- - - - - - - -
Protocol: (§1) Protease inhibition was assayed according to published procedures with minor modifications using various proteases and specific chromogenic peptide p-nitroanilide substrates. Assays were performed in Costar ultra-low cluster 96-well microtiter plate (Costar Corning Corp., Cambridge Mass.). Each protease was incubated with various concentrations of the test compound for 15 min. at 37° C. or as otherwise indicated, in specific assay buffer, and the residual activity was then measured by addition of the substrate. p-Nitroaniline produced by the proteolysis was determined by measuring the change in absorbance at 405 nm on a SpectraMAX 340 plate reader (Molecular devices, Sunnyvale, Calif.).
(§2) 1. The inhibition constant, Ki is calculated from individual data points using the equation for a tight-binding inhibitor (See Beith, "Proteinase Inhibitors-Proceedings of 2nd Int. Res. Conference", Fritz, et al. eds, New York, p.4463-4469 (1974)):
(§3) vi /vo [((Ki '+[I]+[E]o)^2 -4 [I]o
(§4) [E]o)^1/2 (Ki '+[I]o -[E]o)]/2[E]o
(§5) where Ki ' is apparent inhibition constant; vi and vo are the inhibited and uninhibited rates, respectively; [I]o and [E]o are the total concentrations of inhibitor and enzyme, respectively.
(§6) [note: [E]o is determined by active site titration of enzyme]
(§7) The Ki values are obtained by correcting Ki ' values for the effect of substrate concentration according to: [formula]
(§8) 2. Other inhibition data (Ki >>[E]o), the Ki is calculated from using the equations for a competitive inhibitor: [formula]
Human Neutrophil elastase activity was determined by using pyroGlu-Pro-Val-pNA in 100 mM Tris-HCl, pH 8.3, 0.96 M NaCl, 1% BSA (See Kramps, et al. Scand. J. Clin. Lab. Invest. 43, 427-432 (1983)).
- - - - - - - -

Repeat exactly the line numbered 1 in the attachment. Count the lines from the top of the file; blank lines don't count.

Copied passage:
Protocol: (§1) Protease inhibition was assayed according to published procedures with minor modifications using various proteases and specific chromogenic peptide p-nitroanilide substrates. Assays were performed in Costar ultra-low cluster 96-well microtiter plate (Costar Corning Corp., Cambridge Mass.). Each protease was incubated with various concentrations of the test compound for 15 min. at 37° C. or as otherwise indicated, in specific assay buffer, and the residual activity was then measured by addition of the substrate. p-Nitroaniline produced by the proteolysis was determined by measuring the change in absorbance at 405 nm on a SpectraMAX 340 plate reader (Molecular devices, Sunnyvale, Calif.).